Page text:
On January 13, 2023, the Financial Crimes Enforcement Network (FinCEN) published an alert on human smuggling focused on smuggling activity along the United States’ southwest border. In the alert, financial institutions are provided with trends, typologies, and red flag indicators to help them “better identify and report suspicious transactions potentially related to such activity.”
According to FinCEN, human smuggling along the US southwest border generates an estimated $2 billion to $6 billion annually for illicit actors. “Recent events involving the death of migrants attempting to cross into the United States illustrate the dangers associated with human smuggling and how smuggling networks exploit human beings for profit,” the agency said.
Red Flag Indicators of Human Smuggling
FinCEN has identified the following financial red flag indicators to assist financial institutions in detecting, preventing, and reporting suspicious transactions associated with human smuggling:
- Transactions involving multiple wire transfers, cash deposits, or peer-to-peer payments from numerous originators from different geographic locations, either across the US or Mexico and Central America, to one beneficiary located on or around the southwest border, with no apparent business purpose
- Deposits made by multiple individuals in multiple locations into a single account, not affiliated with the account holder’s area of residence or work, with no apparent business purpose
- Currency deposits into US accounts without explanation, followed by rapid wire transfers to countries with high migrant flows (e.g., Mexico, Central America), in a manner that is inconsistent with expected customer activity
- Frequent exchange of small-denomination for larger-denomination bills by a customer who is not in a cash-intensive industry
- Multiple customers sending wire transfers to the same beneficiary (who is not a relative and may be located in the sender’s home country), inconsistent with the customer’s usual business activity and reported occupation
- A customer making significantly greater deposits – including cash deposits – than those of peers in similar professions or lines of business
- A customer making cash deposits that are inconsistent with the customer’s line of business
- Extensive use of cash to purchase assets, such as real estate, and to conduct transactions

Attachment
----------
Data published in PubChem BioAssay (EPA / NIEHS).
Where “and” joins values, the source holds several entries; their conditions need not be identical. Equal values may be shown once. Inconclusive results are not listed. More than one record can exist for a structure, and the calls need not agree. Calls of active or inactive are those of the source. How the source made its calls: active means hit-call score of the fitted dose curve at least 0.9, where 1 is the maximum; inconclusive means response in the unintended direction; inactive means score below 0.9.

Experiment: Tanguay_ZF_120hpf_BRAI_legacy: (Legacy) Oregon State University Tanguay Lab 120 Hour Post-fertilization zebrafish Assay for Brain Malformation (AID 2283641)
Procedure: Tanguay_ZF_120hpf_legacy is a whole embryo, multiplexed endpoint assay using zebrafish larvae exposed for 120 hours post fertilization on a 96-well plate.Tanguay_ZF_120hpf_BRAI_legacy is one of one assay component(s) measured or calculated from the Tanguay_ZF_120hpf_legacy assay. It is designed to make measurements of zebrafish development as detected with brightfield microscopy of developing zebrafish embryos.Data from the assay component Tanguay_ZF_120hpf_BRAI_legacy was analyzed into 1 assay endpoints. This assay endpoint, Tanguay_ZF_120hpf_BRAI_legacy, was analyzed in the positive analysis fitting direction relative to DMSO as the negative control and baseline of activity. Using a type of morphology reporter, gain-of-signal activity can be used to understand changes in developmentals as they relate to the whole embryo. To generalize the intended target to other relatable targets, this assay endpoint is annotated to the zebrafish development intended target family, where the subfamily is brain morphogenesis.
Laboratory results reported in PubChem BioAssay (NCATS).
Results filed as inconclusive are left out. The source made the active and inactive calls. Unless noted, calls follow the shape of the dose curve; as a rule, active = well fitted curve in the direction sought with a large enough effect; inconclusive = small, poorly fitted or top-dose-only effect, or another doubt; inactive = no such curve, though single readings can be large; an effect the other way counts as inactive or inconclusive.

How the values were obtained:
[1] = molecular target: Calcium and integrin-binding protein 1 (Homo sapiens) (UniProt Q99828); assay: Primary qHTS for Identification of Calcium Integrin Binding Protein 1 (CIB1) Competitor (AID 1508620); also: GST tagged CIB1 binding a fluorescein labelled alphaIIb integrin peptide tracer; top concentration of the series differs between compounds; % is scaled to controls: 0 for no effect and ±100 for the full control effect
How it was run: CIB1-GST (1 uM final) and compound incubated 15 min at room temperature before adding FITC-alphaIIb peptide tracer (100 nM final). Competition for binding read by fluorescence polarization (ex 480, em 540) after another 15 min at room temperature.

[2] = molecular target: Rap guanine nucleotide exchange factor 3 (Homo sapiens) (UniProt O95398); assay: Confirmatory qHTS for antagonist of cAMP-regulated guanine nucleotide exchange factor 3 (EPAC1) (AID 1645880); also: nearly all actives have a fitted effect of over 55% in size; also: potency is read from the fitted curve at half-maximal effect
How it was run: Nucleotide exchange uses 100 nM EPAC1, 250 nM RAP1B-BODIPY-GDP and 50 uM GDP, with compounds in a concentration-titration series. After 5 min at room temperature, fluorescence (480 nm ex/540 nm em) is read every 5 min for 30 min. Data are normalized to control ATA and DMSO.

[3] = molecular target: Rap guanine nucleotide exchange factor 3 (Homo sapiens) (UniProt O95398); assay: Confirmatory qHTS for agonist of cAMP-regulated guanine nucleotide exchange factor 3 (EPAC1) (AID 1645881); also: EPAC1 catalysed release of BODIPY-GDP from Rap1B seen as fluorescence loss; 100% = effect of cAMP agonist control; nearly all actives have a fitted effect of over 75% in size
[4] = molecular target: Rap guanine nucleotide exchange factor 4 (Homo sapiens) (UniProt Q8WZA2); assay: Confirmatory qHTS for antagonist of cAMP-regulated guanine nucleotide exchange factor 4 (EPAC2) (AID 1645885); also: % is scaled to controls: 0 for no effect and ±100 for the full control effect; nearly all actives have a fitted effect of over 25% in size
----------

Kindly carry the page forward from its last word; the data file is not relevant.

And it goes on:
While no single red flag indicator determines illicit or suspicious activity, FinCEN reminds financial institutions to consider each transaction’s relevant facts and circumstances in line with a risk-based approach to compliance.
Money Laundering Methodologies used by Human Smuggling Networks
While this alert builds on previous 2014 and 2020 human smuggling and human trafficking advisories, FinCEN notes that the methodologies used by human smuggling networks to launder their illicit gains remain largely the same as previously reported. These include:
- Cash placement and layering into the legitimate financial system
- The use of funnel accounts to collect smuggling fees
- Alternative payment methods, such as mobile payment applications and other forms of peer-to-peer (P2P) networks to transfer funds
On pages 8-10 of the alert, FinCEN reminds financial institutions of their obligations under the Bank Secrecy Act, including reporting requirements and information-sharing processes. FinCEN also provides firms with specific suspicious activity report (SAR) filing instructions when indicators of human smuggling are present. In this scenario, firms should use the key term “FIN-2023-HUMANSMUGGLING” in SAR field 2, as well as in the narrative, and select SAR field 38(g) (human smuggling).
Regarding information-sharing processes, FinCEN reminds firms they may share information with other financial institutions regarding individuals, entities, organizations, and countries suspected of possible terrorist financing or money laundering. Compliance teams looking to enhance their procedures in light of FinCEN’s reminder should consider the resources provided by the Financial Action Task Force (FATF) on the subject, including:
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Originally published January 19, 2023, updated January 20, 2023